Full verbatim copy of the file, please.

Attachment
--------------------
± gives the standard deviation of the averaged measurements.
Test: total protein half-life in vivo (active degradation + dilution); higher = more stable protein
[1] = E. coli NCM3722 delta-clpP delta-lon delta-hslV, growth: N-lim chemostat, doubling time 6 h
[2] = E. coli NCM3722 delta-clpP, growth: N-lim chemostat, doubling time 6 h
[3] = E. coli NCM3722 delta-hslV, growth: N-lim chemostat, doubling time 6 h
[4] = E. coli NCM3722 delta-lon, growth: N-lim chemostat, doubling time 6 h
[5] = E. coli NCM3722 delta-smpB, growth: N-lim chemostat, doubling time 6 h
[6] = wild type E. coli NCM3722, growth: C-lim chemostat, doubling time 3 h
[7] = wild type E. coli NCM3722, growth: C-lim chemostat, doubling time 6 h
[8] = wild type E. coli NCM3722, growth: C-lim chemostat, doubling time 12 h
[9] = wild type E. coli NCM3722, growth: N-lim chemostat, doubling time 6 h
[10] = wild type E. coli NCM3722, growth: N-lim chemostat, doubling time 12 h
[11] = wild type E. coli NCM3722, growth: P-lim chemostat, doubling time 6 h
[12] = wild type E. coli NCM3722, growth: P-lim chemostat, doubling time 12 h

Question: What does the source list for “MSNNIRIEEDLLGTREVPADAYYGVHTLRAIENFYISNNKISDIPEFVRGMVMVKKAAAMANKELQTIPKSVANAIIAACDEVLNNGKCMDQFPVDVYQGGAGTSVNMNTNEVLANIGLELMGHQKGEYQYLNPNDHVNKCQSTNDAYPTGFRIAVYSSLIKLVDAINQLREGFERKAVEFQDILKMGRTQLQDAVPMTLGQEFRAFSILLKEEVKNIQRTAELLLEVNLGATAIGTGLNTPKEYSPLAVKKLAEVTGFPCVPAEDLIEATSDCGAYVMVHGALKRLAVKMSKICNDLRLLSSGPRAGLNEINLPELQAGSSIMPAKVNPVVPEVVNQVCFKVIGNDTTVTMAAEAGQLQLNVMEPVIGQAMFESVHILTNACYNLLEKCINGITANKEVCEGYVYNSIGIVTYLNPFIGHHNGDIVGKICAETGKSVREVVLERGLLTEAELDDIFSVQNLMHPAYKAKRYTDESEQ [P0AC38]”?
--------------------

± gives the standard deviation of the averaged measurements.
Test: total protein half-life in vivo (active degradation + dilution); higher = more stable protein
[1] = E. coli NCM3722 delta-clpP delta-lon delta-hslV, growth: N-lim chemostat, doubling time 6 h
[2] = E. coli NCM3722 delta-clpP, growth: N-lim chemostat, doubling time 6 h
[3] = E. coli NCM3722 delta-hslV, growth: N-lim chemostat, doubling time 6 h
[4] = E. coli NCM3722 delta-lon, growth: N-lim chemostat, doubling time 6 h
[5] = E. coli NCM3722 delta-smpB, growth: N-lim chemostat, doubling time 6 h
[6] = wild type E. coli NCM3722, growth: C-lim chemostat, doubling time 3 h
[7] = wild type E. coli NCM3722, growth: C-lim chemostat, doubling time 6 h
[8] = wild type E. coli NCM3722, growth: C-lim chemostat, doubling time 12 h
[9] = wild type E. coli NCM3722, growth: N-lim chemostat, doubling time 6 h
[10] = wild type E. coli NCM3722, growth: N-lim chemostat, doubling time 12 h
[11] = wild type E. coli NCM3722, growth: P-lim chemostat, doubling time 6 h
[12] = wild type E. coli NCM3722, growth: P-lim chemostat, doubling time 12 h

Question: What does the source list for “MSNNIRIEEDLLGTREVPADAYYGVHTLRAIENFYISNNKISDIPEFVRGMVMVKKAAAMANKELQTIPKSVANAIIAACDEVLNNGKCMDQFPVDVYQGGAGTSVNMNTNEVLANIGLELMGHQKGEYQYLNPNDHVNKCQSTNDAYPTGFRIAVYSSLIKLVDAINQLREGFERKAVEFQDILKMGRTQLQDAVPMTLGQEFRAFSILLKEEVKNIQRTAELLLEVNLGATAIGTGLNTPKEYSPLAVKKLAEVTGFPCVPAEDLIEATSDCGAYVMVHGALKRLAVKMSKICNDLRLLSSGPRAGLNEINLPELQAGSSIMPAKVNPVVPEVVNQVCFKVIGNDTTVTMAAEAGQLQLNVMEPVIGQAMFESVHILTNACYNLLEKCINGITANKEVCEGYVYNSIGIVTYLNPFIGHHNGDIVGKICAETGKSVREVVLERGLLTEAELDDIFSVQNLMHPAYKAKRYTDESEQ [P0AC38]”?